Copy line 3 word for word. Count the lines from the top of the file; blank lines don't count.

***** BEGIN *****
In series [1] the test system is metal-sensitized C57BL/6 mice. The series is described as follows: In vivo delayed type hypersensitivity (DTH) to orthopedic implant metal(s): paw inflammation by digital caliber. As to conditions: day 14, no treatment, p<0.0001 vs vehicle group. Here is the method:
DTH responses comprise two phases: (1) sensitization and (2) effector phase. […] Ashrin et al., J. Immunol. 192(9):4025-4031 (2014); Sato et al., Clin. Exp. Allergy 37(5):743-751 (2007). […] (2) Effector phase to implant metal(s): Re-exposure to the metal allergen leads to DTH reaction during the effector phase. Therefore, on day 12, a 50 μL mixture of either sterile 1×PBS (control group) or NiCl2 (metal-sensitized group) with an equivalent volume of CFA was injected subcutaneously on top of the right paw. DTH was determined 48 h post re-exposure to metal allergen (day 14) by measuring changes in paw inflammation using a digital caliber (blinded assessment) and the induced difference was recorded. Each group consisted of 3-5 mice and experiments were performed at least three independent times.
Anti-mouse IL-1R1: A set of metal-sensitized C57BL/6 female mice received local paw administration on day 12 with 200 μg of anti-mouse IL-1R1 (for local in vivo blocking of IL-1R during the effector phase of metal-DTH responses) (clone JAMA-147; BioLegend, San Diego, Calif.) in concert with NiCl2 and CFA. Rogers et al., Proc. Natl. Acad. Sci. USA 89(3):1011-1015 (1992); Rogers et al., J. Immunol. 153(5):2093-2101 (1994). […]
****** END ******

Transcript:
Anti-mouse IL-1R1: A set of metal-sensitized C57BL/6 female mice received local paw administration on day 12 with 200 μg of anti-mouse IL-1R1 (for local in vivo blocking of IL-1R during the effector phase of metal-DTH responses) (clone JAMA-147; BioLegend, San Diego, Calif.) in concert with NiCl2 and CFA. Rogers et al., Proc. Natl. Acad. Sci. USA 89(3):1011-1015 (1992); Rogers et al., J. Immunol. 153(5):2093-2101 (1994). […]